“After all, what is happiness? Love, they tell me. But love doesn’t bring and never has brought happiness. On the contrary, it’s a constant state of anxiety, a battlefield; it’s sleepless nights, asking ourselves all the time if we’re doing the right thing. Real love is composed of ecstasy and agony.”
This quote really stuck with me. Love is an incredible thing. Whether that feeling is for a significant other, or perhaps for work or even an environment, it is an emotional rollercoaster. You appreciate how fantastic that person/thing is. However, at the same time, it can cause a sense of worry and sadness. What happens if things change? How certain is the path that I currently walk on? What if change detrimentally alters my current position or relationships? Continue reading “Anxiety: How it links to our future.”→
Self-criticism. It can be one of the most disabling components of our psychological wellbeing. Unfortunately for most of us, we will always be our own worst-critic. Relationships, friendships, work progression; self-critical thoughts can make us second guess our ability and worth in all of these areas. Continue reading “It is time to crucify the self critic.”→
I am sure we can all relate to this. Whether it’s insecurities which have built up as a direct consequence of our scrambled society, or perhaps due to previous exposer to a singular toxic perpetrator; self-criticism can cause undeniable havoc and internal conflict. The constant flux within our culture, alongside a concurrent addiction to unrealistic expectations has led to the manifestation of many young individuals feeling like they will neverbe good enough. Continue reading “The disaster of getting inside your own head.”→
With 2018 well underway, I decided to put a vlog together. It has been over a month since my last post, primarily due to some personal battles. We all have things we have to fight through, and now I have successfully battled through to the other side of mine, I decided to create this.
I hope everyone is enjoying their 2018 so far, and thank you for your continued reading.
Do you care about anything? Looking back into human history, even the most putrid of individuals cared about something. Caring is an indirect confirmation of vulnerability. It may be highlighted through an achievement, or a particularly difficult loss. Family, work, hobbies, health…we are all vulnerable in some manner. Yes, guys, that means us, too. Pretending that we are about as emotional as a lump of sedimentary rock is restrictive, fictitious, and downright hazardous to our personal wellbeing. Continue reading “To care is to be vulnerable.”→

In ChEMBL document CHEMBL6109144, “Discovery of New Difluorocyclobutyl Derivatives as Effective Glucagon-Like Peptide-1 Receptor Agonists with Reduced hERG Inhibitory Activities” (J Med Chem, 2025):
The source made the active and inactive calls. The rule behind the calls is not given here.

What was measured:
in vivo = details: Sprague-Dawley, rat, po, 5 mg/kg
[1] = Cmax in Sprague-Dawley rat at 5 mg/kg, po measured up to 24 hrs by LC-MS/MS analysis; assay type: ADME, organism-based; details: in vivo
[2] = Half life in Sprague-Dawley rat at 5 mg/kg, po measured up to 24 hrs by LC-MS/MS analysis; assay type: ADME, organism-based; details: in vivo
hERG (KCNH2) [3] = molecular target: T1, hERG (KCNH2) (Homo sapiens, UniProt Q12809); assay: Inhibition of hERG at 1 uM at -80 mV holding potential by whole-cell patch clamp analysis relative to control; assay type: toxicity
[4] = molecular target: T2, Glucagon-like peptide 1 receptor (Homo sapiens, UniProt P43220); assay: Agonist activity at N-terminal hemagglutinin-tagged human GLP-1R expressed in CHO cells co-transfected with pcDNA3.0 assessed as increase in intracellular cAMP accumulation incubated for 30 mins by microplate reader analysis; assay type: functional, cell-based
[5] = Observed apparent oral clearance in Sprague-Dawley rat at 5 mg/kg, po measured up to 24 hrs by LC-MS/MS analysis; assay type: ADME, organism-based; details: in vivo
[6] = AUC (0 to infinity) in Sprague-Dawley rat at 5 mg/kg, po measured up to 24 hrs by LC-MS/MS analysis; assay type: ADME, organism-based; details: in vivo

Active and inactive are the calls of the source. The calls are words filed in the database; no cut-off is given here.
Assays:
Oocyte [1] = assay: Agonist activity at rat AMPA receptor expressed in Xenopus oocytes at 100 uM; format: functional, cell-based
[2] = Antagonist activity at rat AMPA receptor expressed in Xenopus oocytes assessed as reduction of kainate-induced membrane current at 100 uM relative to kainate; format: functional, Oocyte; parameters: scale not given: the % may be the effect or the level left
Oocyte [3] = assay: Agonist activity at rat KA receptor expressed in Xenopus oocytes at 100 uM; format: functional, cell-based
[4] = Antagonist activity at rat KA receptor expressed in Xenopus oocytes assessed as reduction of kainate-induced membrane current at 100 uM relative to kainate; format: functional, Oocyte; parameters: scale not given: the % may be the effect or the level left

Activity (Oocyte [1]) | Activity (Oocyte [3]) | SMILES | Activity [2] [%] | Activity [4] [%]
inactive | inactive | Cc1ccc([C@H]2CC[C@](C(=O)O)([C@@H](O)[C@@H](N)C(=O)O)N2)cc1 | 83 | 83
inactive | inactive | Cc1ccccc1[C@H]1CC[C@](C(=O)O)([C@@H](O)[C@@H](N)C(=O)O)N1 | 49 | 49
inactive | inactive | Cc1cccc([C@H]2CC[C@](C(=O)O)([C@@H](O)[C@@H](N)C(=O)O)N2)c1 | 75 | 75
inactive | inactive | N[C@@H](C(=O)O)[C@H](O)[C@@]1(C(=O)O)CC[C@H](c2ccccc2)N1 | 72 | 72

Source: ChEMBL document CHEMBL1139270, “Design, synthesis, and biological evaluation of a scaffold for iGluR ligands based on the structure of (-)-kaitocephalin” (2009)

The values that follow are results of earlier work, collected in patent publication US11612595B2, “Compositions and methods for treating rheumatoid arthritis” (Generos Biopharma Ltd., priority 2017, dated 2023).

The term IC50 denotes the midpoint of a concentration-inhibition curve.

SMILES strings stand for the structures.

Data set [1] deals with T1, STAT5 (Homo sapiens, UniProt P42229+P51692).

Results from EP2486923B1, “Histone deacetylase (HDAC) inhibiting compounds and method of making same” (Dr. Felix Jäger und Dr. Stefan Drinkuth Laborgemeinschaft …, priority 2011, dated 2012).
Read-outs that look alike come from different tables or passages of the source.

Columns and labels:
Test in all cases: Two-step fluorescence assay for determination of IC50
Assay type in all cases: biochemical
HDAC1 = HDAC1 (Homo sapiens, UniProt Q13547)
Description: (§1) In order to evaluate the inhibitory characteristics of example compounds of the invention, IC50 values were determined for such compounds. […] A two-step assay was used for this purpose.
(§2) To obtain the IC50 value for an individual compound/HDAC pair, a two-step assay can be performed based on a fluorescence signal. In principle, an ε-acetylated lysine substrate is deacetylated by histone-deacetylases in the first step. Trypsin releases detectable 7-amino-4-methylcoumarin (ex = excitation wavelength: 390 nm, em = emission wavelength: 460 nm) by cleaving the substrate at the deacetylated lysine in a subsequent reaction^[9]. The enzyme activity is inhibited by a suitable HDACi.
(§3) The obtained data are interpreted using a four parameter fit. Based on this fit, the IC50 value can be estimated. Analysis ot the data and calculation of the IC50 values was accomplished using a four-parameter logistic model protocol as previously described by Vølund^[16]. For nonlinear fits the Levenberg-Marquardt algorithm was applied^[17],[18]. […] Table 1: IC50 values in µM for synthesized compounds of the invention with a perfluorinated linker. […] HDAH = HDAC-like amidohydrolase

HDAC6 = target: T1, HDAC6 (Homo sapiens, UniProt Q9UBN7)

Anxiety is simply a subdivision of fear; primarily of the future, or simply arising as a reaction to current events. However, would this fear be diminished if our freedom was somewhat removed? When I take a retrospective look at anxious moments in my life, most of these are intercalated with the freedom of choice. Going to University, studying abroad, travelling alone; all of these initially filled me with dread, despite the obvious fact that I didn’t have to go through with any of them. Conversely, in situations that I have absolutely no control over, anxiety tends to remain minimal. For example, the past. No matter how much an individual begins to dwell on past mistakes, they cannot be altered. Getting old is also a good example. Of course, the natural exception associated with age is our inevitable death. The anxiety that arises from this (for me, anyway) is associated with whether I manage to enjoy a happy, successful, and fulfilling life. The aging process itself though, and the experiences that are associated with it, fill me with interest. I am curious to see where the path leads. Continue reading “Freedom: the core component of anxiety.”→
Fear, at its worst, only deals in absolutes. An entirely crippling entity, its very nature can annihilate any previous confidence going into an activity or situation. Yet, it never directly alters what you’re scared of. Think about that for a second. Sure, in a job interview or a college exam, fear plays its part in the nerve-wracking tension that ultimately tends to boil over as you fiddle, pace and overthink. This, of course, is normal for everyone. It’s the extended period of fear, alongside concurrent personal scaremongering which can have the least favourable consequences. Continue reading “Fear does not stop death, it stops life.”→
Overthinking. We all do it. We all try our best to stay positive and remain optimistic. Occasionally however, we fall through a trapdoor infested with negativity that all too frequently emerges beneath our feet. That persistent obsession to worry about, and over-analyse past experiences – experiences, by the way, that we can’t just miraculously eradicate from existence. Current stresses on the other hand, we CAN adapt for. Nevertheless, we still read into things that just aren’t there. If you often find yourself doing this, psychologists refer to you as a ruminator, or overthinker. My defining example of this would be the stereotypical ‘first date’ scenario – and due to its relevance, I will use myself as an example. Continue reading “The art of creating problems that do not exist.”→